Company: Paula O'Grady
Role in Company: Senior QA Engineer
2. We need to build smart testbeds that are extensible for the future and that are more than just functional. Security, Load and other non-functional types can and should be implemented into what we build out for every day.
3. There are many ways to learn new skills, we need to focus on the most efficient methods.
This talk is paired with Mind the Gap as part of a conversation track on Skill Changes
We are fortunate to work in an age of constant innovation. This is particularly true of the software industry. Not only are the boundaries of what we test constantly changing, but the tools and methodologies that we use are likely to be updated regularly. The types of testing we do now are so diverse, and the required skillsets are often complex. There is a real need to constantly upskill which is fantastic in theory, but as we know the reality can be far from ideal. We are restricted by our day to day schedules, and it can be near impossible to squeeze in the required training and preparation for future projects.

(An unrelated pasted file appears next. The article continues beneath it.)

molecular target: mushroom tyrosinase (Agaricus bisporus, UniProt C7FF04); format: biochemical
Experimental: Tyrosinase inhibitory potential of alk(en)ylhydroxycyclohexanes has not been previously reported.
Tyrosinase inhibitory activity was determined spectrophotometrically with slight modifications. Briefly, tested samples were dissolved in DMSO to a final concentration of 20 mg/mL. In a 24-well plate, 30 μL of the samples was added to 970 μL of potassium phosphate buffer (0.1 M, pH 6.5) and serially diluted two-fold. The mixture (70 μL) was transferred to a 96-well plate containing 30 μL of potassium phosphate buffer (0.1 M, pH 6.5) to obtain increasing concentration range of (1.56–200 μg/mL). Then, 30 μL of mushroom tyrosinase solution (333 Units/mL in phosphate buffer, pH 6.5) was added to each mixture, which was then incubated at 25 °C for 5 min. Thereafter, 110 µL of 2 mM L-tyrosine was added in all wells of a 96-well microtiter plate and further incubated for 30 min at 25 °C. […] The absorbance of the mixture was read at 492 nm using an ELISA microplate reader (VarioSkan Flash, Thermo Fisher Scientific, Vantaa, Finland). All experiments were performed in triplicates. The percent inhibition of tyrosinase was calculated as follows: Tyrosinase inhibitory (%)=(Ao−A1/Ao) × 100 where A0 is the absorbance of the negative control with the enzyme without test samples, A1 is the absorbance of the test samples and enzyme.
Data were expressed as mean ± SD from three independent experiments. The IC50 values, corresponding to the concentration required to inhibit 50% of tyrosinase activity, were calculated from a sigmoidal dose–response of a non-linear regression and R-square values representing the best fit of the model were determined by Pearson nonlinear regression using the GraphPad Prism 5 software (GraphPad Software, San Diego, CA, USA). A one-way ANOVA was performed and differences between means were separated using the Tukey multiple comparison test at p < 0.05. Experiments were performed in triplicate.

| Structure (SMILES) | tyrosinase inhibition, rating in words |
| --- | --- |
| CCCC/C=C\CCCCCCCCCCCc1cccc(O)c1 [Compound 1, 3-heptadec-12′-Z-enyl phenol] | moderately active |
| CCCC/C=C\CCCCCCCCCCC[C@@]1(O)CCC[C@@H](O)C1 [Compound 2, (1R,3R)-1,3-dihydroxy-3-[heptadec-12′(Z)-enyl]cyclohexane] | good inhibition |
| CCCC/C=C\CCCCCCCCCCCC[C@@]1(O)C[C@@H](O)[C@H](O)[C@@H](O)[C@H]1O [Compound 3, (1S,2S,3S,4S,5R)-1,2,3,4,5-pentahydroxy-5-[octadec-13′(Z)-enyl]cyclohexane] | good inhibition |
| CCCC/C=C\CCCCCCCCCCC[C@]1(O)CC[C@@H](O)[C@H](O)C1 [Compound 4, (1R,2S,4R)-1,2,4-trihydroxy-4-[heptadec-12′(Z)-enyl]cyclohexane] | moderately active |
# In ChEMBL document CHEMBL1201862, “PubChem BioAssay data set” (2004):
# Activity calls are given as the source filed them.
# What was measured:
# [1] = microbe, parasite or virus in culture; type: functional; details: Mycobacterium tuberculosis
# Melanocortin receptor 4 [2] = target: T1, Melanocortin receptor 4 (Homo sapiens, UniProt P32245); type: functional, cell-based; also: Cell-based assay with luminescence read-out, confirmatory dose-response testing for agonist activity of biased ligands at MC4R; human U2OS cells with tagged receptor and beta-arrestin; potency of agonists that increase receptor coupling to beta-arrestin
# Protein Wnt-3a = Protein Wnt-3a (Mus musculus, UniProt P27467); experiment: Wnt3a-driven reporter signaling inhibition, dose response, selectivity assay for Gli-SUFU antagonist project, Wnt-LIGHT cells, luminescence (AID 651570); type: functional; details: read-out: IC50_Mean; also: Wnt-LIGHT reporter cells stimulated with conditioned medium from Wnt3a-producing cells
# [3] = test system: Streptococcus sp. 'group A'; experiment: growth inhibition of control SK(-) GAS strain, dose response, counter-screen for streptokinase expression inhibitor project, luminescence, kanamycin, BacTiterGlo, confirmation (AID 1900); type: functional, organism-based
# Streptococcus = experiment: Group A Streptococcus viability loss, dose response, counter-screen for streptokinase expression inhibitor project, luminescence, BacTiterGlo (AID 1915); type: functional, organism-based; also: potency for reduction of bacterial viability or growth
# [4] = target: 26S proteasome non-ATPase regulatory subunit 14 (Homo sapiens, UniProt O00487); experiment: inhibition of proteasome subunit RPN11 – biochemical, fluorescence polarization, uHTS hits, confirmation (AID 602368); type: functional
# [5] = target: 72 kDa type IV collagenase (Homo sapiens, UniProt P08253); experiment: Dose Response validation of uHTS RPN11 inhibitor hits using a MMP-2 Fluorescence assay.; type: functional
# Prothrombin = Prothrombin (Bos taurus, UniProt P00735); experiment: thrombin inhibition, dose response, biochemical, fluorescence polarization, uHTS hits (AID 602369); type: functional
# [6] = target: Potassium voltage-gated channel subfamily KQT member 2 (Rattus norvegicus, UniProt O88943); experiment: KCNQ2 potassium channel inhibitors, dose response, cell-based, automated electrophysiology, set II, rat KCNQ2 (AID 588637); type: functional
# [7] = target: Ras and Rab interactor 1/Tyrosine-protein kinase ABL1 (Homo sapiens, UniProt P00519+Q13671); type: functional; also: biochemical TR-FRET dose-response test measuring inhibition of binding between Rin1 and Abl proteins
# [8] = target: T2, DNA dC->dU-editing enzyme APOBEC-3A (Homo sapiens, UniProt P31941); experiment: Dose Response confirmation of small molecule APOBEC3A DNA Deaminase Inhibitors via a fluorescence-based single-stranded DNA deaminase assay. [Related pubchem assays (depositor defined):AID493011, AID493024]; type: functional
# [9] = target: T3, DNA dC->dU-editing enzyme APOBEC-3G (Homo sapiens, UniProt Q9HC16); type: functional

In my experience, there is rarely enough time and resources allocated to innovation and upskilling for future development cycles. As testers, we need to find ways of working smarter and effectively doing more with less time. This can seem like an uphill battle, and if not approached correctly can cause a damaging and negative impact for you and your team.
I will draw on examples of where I had to upskill and adopt new technologies, while fully committed to an agile release cycle. In my 18 years as a tester I have had to respond quickly to many “new kids on the block” including automation, new scripting languages, TDD, BDD and Kanban, not to mention massive shifts in industry and platform. I will discuss the successes, failures and lessons learned that have help to mould my approach going into the future.